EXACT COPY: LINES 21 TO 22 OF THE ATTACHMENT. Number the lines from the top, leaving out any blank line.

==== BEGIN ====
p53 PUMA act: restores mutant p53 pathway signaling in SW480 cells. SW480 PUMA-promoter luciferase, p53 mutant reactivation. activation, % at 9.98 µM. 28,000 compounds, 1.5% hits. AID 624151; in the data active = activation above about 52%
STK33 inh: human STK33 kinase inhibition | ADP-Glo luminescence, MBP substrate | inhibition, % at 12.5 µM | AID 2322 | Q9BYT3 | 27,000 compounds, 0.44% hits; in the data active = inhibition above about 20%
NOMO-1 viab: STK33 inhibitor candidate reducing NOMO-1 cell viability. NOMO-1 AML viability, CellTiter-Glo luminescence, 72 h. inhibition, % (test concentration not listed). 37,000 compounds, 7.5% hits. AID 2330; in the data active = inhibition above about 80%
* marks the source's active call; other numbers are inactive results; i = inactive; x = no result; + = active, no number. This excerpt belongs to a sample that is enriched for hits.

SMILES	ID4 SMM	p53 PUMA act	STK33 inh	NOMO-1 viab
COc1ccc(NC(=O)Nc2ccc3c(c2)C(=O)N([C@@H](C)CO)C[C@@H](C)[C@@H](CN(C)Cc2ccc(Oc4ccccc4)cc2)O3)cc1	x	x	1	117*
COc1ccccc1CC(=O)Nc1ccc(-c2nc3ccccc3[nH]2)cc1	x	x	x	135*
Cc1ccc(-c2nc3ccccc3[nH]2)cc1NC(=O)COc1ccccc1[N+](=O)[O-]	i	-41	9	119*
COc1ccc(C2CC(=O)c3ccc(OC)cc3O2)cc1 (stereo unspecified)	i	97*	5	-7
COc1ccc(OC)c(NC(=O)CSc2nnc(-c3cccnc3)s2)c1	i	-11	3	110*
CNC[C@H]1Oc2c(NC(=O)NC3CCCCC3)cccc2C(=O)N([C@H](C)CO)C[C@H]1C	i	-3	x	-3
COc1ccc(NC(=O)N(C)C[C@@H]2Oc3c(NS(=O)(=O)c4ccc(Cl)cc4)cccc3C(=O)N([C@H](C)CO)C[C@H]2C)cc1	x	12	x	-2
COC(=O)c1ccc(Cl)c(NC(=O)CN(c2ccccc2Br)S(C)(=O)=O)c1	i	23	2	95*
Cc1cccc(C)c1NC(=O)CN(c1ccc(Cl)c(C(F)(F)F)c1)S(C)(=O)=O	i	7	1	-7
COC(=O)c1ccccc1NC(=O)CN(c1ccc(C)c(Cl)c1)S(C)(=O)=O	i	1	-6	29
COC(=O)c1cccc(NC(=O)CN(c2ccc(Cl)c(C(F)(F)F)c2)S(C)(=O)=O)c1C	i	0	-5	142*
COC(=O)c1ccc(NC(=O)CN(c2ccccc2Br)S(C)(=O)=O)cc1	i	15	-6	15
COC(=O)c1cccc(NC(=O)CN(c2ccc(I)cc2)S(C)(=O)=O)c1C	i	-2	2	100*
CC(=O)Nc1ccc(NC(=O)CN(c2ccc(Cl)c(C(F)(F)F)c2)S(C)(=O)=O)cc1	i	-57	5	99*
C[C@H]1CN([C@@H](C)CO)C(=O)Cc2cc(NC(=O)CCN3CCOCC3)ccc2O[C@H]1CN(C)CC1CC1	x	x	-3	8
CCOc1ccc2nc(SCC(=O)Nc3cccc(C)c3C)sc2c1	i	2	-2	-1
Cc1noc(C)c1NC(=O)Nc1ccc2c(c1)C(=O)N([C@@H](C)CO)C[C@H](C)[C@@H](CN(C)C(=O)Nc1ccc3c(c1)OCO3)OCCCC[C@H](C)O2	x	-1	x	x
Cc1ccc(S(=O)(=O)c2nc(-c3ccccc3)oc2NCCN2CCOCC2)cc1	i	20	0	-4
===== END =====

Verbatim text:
CCOc1ccc2nc(SCC(=O)Nc3cccc(C)c3C)sc2c1	i	2	-2	-1
Cc1noc(C)c1NC(=O)Nc1ccc2c(c1)C(=O)N([C@@H](C)CO)C[C@H](C)[C@@H](CN(C)C(=O)Nc1ccc3c(c1)OCO3)OCCCC[C@H](C)O2	x	-1	x	x